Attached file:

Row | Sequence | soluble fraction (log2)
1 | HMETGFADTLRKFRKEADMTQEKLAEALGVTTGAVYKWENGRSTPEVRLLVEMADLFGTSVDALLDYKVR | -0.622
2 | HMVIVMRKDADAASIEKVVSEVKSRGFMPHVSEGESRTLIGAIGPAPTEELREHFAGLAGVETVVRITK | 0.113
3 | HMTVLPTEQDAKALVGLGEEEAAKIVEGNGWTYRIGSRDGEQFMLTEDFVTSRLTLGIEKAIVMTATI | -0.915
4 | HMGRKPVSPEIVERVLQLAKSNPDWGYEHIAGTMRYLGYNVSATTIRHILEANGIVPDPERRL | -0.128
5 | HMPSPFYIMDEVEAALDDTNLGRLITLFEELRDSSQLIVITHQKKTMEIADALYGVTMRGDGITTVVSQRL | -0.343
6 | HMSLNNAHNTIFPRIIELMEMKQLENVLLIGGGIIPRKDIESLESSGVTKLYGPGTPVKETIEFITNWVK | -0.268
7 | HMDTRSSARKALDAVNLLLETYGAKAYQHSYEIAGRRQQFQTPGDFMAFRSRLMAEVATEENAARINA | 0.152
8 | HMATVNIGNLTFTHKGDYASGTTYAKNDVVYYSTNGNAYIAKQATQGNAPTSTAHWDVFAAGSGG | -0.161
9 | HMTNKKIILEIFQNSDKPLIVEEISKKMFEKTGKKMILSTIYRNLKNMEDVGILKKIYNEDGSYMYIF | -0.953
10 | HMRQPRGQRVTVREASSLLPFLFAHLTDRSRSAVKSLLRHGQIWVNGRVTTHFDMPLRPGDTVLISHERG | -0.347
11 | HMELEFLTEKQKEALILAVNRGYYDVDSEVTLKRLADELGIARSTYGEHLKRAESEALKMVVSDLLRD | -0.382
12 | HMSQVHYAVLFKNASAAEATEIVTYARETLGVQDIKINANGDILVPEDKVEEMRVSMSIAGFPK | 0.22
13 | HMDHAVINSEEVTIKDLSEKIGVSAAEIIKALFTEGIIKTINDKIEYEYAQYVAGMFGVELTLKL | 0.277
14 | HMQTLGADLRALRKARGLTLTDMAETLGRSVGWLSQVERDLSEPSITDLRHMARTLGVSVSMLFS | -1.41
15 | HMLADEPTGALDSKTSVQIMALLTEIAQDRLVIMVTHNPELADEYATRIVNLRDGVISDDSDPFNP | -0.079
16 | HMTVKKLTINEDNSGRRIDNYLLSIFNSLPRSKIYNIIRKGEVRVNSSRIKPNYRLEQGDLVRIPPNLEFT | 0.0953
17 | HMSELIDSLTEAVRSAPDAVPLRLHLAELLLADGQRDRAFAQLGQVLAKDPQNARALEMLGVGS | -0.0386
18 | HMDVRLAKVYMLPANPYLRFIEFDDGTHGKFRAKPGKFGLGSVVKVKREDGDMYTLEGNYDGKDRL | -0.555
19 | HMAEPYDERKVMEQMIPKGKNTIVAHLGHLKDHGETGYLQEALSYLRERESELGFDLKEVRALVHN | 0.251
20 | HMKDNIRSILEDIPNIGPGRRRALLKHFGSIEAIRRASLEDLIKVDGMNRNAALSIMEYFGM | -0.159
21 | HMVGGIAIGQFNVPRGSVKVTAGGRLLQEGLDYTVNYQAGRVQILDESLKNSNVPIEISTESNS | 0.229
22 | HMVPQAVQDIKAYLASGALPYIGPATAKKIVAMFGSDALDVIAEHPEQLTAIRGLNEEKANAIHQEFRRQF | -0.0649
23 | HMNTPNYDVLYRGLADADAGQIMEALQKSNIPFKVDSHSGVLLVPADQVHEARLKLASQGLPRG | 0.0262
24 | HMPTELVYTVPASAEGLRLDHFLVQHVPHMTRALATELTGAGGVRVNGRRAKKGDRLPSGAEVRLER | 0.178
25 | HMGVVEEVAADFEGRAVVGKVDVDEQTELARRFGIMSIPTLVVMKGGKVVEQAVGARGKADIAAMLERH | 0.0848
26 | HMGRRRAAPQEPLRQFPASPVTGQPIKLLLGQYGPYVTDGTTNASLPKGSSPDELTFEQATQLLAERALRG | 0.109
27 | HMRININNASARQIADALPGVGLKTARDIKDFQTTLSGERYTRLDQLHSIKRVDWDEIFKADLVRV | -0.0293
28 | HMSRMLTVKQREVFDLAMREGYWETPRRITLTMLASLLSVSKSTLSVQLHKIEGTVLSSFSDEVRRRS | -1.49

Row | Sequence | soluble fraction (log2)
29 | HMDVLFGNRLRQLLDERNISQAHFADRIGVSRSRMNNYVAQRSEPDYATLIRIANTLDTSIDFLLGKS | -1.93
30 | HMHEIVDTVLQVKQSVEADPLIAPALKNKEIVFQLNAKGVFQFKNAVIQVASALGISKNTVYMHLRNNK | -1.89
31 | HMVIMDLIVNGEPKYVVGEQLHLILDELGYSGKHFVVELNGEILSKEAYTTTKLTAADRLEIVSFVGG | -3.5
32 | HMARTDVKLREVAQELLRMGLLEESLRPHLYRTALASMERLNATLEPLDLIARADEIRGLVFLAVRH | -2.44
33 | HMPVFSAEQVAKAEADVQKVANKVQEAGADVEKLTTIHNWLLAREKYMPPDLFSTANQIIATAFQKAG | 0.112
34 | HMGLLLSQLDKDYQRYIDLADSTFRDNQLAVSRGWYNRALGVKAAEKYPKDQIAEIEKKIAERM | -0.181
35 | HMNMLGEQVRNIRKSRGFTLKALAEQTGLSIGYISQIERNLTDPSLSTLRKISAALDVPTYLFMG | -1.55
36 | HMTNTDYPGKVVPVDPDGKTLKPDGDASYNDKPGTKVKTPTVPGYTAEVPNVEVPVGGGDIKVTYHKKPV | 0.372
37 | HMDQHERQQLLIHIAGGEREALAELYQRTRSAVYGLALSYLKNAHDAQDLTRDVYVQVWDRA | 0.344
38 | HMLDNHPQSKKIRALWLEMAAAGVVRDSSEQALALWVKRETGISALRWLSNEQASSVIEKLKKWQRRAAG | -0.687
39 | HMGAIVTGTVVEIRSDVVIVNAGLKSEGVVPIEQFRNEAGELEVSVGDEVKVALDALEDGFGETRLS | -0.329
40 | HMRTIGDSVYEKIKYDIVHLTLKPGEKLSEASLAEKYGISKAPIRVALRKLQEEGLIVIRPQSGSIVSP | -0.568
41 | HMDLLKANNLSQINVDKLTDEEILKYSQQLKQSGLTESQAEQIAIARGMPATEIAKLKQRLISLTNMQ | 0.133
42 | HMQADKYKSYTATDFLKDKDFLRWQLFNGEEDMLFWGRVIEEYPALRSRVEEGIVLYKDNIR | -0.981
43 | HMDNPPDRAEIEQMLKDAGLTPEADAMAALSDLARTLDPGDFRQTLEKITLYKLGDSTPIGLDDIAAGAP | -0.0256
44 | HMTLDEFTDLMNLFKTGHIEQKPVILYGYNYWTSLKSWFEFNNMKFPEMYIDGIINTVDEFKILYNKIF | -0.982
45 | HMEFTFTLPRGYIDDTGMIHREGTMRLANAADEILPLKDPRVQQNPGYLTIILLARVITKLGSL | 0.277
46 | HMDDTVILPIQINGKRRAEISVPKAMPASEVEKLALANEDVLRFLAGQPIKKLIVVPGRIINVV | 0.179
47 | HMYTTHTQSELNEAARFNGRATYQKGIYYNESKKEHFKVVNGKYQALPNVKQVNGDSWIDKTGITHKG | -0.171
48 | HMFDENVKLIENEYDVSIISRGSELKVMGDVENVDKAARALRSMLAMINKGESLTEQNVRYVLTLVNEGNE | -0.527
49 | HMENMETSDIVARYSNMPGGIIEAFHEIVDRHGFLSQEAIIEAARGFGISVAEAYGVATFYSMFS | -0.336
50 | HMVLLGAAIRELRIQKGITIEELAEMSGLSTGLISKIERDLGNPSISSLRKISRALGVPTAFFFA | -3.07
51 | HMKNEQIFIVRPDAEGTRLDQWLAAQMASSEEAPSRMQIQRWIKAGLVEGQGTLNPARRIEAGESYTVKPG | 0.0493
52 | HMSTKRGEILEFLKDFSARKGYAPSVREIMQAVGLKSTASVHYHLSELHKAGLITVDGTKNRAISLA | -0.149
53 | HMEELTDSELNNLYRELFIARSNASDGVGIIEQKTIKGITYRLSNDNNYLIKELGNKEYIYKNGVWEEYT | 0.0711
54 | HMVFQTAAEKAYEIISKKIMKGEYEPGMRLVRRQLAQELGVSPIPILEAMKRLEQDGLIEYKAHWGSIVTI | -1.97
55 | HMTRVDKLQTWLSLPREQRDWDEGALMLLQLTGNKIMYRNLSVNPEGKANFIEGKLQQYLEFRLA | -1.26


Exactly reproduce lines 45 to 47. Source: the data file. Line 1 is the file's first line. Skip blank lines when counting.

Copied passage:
43 | HMDNPPDRAEIEQMLKDAGLTPEADAMAALSDLARTLDPGDFRQTLEKITLYKLGDSTPIGLDDIAAGAP | -0.0256
44 | HMTLDEFTDLMNLFKTGHIEQKPVILYGYNYWTSLKSWFEFNNMKFPEMYIDGIINTVDEFKILYNKIF | -0.982
45 | HMEFTFTLPRGYIDDTGMIHREGTMRLANAADEILPLKDPRVQQNPGYLTIILLARVITKLGSL | 0.277